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Articles 1 - 7 of 7

Full-Text Articles in Law

Reconstructing The Individual Mandate As An Escrow Account, Gregg D. Polsky Mar 2010

Reconstructing The Individual Mandate As An Escrow Account, Gregg D. Polsky

Michigan Law Review First Impressions

The recent health care reform law's most controversial provision is the individual mandate, which imposes a fine on individuals who fail to obtain a minimum level of health insurance coverage. Many object to this policy, arguing that the government shouldn't force individuals to purchase health insurance. Others believe that the mandate is a necessary component to health care reform. What has been missed in the discussion is that Congress could restructure the individual mandate to avoid the requirement that individuals purchase health insurance while still fulfilling its principal function. The principal purpose of the mandate is not to ...


Choices Should Have Consequences: Failure To Vaccinate, Harm To Others, And Civil Liability, Douglas S. Diekema Jan 2009

Choices Should Have Consequences: Failure To Vaccinate, Harm To Others, And Civil Liability, Douglas S. Diekema

Michigan Law Review First Impressions

A parent’s decision not to vaccinate a child may place others at risk if the child becomes infected and exposes others to the disease. Should an individual harmed by an infection transmitted from a child whose parents chose to forgo vaccination have a negligence claim against those parents? While I do not hold a legal degree and therefore cannot speak directly to issues of law, as a physician and ethicist it seems to me that the basic elements that comprise negligence claims—harm, duty, breach of duty, and causation—are met in some cases where parents forgo vaccination.


The Problem Of Vaccination Noncompliance: Public Health Goals And The Limitations Of Tort Law, Daniel B. Rubin, Sophie Kasimow Jan 2009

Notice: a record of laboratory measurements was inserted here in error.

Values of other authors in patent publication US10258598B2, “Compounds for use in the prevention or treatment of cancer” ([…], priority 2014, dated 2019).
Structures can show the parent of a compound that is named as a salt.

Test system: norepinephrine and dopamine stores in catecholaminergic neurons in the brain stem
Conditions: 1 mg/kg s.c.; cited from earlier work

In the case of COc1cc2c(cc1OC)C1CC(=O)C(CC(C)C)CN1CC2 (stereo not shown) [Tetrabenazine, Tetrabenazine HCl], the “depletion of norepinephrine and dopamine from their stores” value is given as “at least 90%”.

The Problem Of Vaccination Noncompliance: Public Health Goals And The Limitations Of Tort Law, Daniel B. Rubin, Sophie Kasimow

Michigan Law Review First Impressions

Imposing tort liability on parents who fail to vaccinate their children would not serve the public health and public policy interests that drive childhood immunization efforts. The public policy goals of vaccination are to slow the spread of disease and to reduce mortality and morbidity. Our country’s public health laws already play a substantial role in furthering these goals. Although application of tort law may be an appropriate response to some of the problems that result from vaccination noncompliance, there also is a need to cultivate public understanding of the connection between individual actions and collective wellbeing. It is ...


Gambling With The Health Of Others, Stephen P. Teret, Jon S. Vernick Jan 2009

Gambling With The Health Of Others, Stephen P. Teret, Jon S. Vernick

Michigan Law Review First Impressions

The health and wellbeing of the public is, in part, a function of the behavior of individuals. When one individual’s behavior places another at a foreseeable and easily preventable risk of illness or injury, tort liability can play a valuable role in discouraging that conduct. This is true in the context of childhood immunization.


Challenging Personal Belief Immunization Exemptions: Considering Legal Responses, Alexandra Stewart Jan 2009

Challenging Personal Belief Immunization Exemptions: Considering Legal Responses, Alexandra Stewart

Michigan Law Review First Impressions

Public health agencies and citizens should employ legal approaches to hold parents accountable for refusing to vaccinate their children. The judiciary would craft an effective response to defeat the threat posed by these parents. Public-nuisance law may offer a legal mechanism to hold vaccine objectors liable for their actions.


Unintended Consequences: The Primacy Of Public Trust In Vaccination, Jason L. Schwartz Jan 2009

Unintended Consequences: The Primacy Of Public Trust In Vaccination, Jason L. Schwartz

Michigan Law Review First Impressions

The increasing availability of personal belief exemptions from state vaccination requirements is a growing concern among proponents of vaccination. Holding parents of non-vaccinated children liable to those they infect is among the responses proposed to maintain high vaccination rates. Even if motivated by a sincere desire to maximize the benefits of vaccination throughout society, such a step would be inadvisable, further entrenching opponents of vaccination and adding to the atmosphere of confusion and unnecessary alarm that has become increasingly common among parents of children for whom vaccination is recommended.


Parents Should Not Be Legally Liable For Refusing To Vaccinate Their Children, Jay Gordon Jan 2009

Parents Should Not Be Legally Liable For Refusing To Vaccinate Their Children, Jay Gordon

Michigan Law Review First Impressions

Should a parent who takes advantage of a personal belief exemption to avoid vaccinating a child be held liable if that child infects other people? No, because there are valid medical reasons for choosing this exemption and tracing direct transmission of these illnesses from an unvaccinated child to another person is virtually impossible.